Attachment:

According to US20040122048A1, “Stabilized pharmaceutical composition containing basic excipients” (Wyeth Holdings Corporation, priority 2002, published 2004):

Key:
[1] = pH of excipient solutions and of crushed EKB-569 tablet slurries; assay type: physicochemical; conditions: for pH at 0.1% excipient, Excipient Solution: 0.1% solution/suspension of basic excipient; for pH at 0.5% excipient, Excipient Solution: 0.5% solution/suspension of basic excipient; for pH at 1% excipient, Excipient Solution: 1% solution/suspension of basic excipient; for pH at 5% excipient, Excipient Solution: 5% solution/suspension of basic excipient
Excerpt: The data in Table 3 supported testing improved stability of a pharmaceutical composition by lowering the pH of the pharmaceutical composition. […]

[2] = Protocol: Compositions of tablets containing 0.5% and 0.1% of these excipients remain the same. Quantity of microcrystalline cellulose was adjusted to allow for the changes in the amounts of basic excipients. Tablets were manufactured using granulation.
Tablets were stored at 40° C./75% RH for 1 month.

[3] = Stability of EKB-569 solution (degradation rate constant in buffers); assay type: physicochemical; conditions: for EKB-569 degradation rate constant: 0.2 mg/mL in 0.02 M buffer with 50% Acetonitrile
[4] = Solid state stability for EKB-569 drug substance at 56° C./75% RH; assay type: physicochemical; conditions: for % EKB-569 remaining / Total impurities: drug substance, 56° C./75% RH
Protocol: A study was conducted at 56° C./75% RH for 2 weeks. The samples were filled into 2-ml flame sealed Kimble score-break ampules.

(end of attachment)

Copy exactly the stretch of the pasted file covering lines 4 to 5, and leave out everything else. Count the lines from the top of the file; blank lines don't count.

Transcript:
Excerpt: The data in Table 3 supported testing improved stability of a pharmaceutical composition by lowering the pH of the pharmaceutical composition. […]

[2] = Protocol: Compositions of tablets containing 0.5% and 0.1% of these excipients remain the same. Quantity of microcrystalline cellulose was adjusted to allow for the changes in the amounts of basic excipients. Tablets were manufactured using granulation.